Inside, we discover that Odo and the female Founder have had sex in the manner of humans and Bajorans, which the latter has found endlessly fascinating and enlightening. Proving he’s not totally gone, Odo refuses to discuss his regrets about not having copulated with Kira, not even with the female changeling, while she—having been separated from the Great Link for months—appreciates how alone Odo must be without it.

Odo also is shocked to learn that three days have passed without his realizing it. But the female changeling dismisses his worries, as the solids’ concept of time and schedules is no concern of his.

Kira goes to Weyoun to plead on Rom’s behalf, hoping that the fact that he’s married to a Bajoran citizen would help, but Weyoun is adamant that he not only stay imprisoned, but be executed, not only for his sabotage, but because he’s the one who came up with the self-replicating mines in the first place.

Quark and Leeta visit Rom, who is pretty fatalistic about his impending doom, but Quark is determined to free Rom somehow. But Rom doesn’t want to be freed, he wants Quark to finish his sabotage.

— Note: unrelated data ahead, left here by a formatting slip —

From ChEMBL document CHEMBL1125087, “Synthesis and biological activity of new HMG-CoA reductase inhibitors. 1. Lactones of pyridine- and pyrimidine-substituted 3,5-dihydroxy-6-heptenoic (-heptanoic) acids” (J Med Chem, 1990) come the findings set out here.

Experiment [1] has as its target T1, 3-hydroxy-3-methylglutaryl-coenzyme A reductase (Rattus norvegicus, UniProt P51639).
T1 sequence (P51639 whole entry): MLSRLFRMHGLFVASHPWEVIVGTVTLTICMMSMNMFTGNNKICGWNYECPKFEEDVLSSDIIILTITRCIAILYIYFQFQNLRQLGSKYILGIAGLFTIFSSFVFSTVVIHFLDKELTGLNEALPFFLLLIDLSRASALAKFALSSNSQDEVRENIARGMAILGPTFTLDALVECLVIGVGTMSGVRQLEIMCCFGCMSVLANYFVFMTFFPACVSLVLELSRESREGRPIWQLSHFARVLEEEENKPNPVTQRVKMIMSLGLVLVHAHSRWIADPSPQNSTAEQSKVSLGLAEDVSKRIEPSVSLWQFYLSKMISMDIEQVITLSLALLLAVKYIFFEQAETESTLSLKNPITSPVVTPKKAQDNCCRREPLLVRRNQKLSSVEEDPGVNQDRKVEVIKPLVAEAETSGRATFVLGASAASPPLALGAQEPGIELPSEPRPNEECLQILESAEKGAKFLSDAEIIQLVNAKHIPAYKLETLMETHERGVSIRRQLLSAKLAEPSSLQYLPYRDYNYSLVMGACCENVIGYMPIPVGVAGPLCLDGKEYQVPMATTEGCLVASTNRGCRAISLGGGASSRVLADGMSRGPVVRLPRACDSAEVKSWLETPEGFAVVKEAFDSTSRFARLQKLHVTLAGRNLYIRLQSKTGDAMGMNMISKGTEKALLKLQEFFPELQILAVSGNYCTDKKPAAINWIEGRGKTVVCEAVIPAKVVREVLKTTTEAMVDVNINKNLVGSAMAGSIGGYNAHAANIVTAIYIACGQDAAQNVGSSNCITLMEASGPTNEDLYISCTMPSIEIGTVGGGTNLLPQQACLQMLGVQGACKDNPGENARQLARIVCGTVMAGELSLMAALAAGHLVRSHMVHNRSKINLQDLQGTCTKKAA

Star Trek: Deep Space Nine Rewatch on Favor the Bold

Kira talks to Ziyal for the first time in weeks, asking her to plead to Dukat on Rom’s behalf. Ziyal tells Dukat that it’s a chance to show the Bajorans that he’s the forgiving, compassionate person he insists that he is, not the monster the Bajorans view him as. Dukat’s response is to ask if Ziyal was in any way involved with Rom’s sabotage, which doesn’t thrill Ziyal, and she storms out when Dukat makes it clear that enemies of the state must be punished.

Once again, Quark is able to loosen Damar’s tongue with kanar, and he finds out that the minefield will be down in a week. They need to warn Starfleet, and a method is provided by Jake: Morn is going to visit his mother for her birthday, and he is taking an ecrypted message to Sisko—which now will include a warning about how soon the minefield will be down. Upon receiving this intel, Ross approves of Sisko going ahead with the attack, even though they have neither the Ninth Fleet (they’re a day behind) nor the Klingons (no word from Martok and Worf yet).